The Competition and Markets Authority (CMA) has given the go-ahead to a merger between SSE Retail (SSE) and Npower.
The CMA said its panel had specifically examined competition concerns around how the deal would impact ‘standard variable tariff’ prices. It concluded that SSE and Npower are not close rivals for customers on these tariffs.
Anne Lambert, chair of the inquiry group, said: “With many energy companies out there, people switching away from expensive standard variable tariffs will still have plenty of choice when they shop around after this merger.
“But we know that the energy market still isn’t working well for many people who don’t switch, so we looked carefully at how the merger would affect SVT prices. Following a thorough investigation and consultation, we are confident that SSE and Npower are not close rivals for these customers and so the deal will not change how they set SVT prices.”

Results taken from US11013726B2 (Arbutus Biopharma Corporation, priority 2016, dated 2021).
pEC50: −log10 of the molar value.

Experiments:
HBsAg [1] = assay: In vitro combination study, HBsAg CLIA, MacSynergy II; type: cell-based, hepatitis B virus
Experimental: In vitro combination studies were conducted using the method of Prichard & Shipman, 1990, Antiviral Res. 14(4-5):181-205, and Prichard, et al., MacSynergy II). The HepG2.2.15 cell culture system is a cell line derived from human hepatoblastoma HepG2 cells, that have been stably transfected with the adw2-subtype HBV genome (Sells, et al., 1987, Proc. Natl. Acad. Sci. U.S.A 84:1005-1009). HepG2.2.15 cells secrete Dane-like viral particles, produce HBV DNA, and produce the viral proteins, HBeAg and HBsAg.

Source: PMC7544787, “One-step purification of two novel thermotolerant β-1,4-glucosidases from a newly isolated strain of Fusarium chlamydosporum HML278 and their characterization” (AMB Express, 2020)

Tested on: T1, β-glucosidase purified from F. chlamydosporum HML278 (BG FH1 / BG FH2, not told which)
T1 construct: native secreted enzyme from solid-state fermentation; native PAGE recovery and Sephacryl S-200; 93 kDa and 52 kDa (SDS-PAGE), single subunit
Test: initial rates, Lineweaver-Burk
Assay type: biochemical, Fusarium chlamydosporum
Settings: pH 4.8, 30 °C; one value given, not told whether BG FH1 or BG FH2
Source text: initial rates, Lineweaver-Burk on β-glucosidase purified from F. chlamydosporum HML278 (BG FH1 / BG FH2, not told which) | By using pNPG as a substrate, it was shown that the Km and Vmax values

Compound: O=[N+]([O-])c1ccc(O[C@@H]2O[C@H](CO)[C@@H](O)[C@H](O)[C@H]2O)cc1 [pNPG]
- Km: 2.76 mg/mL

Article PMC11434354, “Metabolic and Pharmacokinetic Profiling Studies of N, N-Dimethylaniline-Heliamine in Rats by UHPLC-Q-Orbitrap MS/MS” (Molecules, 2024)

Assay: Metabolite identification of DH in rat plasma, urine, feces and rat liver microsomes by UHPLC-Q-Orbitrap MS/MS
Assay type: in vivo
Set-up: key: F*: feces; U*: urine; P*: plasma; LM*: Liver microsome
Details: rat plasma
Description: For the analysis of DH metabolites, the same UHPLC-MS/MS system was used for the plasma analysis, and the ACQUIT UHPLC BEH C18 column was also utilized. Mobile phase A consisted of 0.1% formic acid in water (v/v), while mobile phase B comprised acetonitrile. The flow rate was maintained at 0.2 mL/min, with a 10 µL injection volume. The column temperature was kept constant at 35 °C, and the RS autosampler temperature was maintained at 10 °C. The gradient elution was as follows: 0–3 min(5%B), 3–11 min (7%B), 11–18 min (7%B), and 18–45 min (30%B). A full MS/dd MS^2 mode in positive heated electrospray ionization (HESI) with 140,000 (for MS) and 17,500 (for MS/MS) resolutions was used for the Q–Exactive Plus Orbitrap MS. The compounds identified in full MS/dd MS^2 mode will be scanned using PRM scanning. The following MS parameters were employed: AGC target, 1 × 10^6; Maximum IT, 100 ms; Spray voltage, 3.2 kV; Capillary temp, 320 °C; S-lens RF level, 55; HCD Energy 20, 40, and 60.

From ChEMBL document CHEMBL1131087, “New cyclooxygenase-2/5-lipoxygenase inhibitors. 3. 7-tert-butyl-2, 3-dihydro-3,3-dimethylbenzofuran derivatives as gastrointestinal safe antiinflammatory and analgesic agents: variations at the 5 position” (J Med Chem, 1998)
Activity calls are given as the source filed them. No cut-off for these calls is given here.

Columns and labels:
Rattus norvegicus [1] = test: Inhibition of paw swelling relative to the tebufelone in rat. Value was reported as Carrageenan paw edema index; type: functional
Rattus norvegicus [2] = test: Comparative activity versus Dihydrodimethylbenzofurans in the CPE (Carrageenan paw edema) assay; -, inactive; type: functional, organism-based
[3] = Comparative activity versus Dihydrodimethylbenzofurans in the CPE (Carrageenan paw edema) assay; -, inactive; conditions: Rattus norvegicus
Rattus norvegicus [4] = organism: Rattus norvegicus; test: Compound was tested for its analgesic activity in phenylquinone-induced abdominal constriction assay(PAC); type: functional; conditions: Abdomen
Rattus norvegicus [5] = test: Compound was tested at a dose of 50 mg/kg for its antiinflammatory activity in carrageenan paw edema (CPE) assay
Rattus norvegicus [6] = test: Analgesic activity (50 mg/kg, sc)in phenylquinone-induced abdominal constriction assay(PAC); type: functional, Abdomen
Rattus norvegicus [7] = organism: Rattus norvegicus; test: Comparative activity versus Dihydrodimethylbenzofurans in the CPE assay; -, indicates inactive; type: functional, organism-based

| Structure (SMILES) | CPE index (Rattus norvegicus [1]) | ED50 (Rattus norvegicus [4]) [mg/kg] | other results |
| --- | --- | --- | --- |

Switching levels are rising but non-switchers are usually on one of the large energy suppliers’ already expensive SVTs. The CMA said SVT prices are mainly driven by changing wholesale costs, but the large energy suppliers take account of each other’s tariff changes when choosing the size and timing of their own. Bad publicity from being the first to increase charges or make bigger increases means more of their customers switch away. The CMA therefore carefully considered whether a reduction in the number of large suppliers would encourage larger or earlier tariff changes.
But it said, “In this case SSE and Npower do not pay special attention to each other, consistent with the evidence that they are not close rivals for SVT customers, who instead prefer to move to other suppliers. Therefore, the merger is not expected to have a significant impact on SVT pricing”.
The CMA also said that Ofgem’s planned price cap would also protect people on standard variable tariffs.